Miami's Forgotten River: Redefining Waterfront Development to Sustain Community, Ecology and Industry
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The story of Miami, Florida is written in water. While the image of the city is dominated by the sea and oceanfront development, there is another body of water that has helped forge Miami into the cosmopolitan city it is today-- its' river. The Miami river was once a vital corridor connecting diverse landscapes, peoples, and goods. In current times with pressures of urban growth and development the river has been severed, channelized and dredged to serve economic interests. Oceanfront development has established a dangerous precedence of exclusivity by design, further filtering its' already fragmented demographic. These forces have left Miami with a deficit in public space. The goal of this thesis is to re-envision the river corridor from a static economic trade infrastructure into a community infrastructure that would engage ecological processes, foster a sense of community and challenge traditional spatial relationships of river-city-public space. To re-establish the river within Miami's popular imagination, this thesis proposes the `re-wilding' of the riverine terrain to anchor a site specific program combining a community space and after school education. This two-fold approach explores how building and landscape can mediate the amphibious terrain of river and city, community needs for public space, respecting the demands of a "working river" and maritime industries, while instilling an ecological conscious. This thesis re-imagines the Miami riverfront as a richly layered system that is capable of sustaining divergent uses and users.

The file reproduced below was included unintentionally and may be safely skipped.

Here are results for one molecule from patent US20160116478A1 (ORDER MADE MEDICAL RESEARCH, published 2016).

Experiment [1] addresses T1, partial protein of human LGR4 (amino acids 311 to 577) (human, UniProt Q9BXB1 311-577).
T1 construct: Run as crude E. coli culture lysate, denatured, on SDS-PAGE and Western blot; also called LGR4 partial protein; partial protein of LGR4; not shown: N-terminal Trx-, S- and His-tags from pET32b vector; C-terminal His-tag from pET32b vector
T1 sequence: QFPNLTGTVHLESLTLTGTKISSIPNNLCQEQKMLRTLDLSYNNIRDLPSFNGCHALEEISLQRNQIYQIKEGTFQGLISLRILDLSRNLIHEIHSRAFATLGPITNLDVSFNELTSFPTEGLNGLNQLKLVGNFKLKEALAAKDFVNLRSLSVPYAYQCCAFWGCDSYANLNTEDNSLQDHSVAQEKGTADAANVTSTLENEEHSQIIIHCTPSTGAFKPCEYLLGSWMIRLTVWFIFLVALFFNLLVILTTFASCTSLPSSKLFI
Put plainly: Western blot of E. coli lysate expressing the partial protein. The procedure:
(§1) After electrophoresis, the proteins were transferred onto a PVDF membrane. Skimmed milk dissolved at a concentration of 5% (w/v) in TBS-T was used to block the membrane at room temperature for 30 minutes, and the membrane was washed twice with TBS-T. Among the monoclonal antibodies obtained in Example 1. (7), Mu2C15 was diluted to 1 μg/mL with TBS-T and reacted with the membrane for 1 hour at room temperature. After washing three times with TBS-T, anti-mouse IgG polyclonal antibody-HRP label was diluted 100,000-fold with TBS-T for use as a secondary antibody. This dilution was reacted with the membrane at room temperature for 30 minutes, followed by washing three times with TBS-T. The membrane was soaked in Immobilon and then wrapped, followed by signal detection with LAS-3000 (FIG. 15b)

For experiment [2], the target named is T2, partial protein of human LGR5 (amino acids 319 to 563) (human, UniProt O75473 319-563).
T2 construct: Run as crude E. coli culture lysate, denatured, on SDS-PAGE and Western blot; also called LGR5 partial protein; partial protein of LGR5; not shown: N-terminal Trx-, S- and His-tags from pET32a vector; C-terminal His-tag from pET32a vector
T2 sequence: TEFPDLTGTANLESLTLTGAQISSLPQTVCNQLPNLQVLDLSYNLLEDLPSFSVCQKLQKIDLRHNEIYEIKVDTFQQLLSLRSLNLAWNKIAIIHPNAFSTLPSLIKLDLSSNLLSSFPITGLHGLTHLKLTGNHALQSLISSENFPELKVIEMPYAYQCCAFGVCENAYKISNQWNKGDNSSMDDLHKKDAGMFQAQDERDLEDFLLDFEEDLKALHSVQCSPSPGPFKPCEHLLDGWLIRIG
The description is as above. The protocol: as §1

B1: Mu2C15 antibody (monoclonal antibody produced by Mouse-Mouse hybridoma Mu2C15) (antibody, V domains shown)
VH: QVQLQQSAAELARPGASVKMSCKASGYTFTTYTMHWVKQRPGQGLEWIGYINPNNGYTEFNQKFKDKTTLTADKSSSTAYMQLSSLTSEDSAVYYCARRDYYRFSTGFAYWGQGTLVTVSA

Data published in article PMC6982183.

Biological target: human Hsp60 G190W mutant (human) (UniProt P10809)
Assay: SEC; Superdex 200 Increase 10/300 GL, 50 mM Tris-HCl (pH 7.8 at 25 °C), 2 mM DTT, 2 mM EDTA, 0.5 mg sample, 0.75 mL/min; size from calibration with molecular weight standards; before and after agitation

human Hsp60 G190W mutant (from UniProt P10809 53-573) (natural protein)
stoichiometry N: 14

- Architecture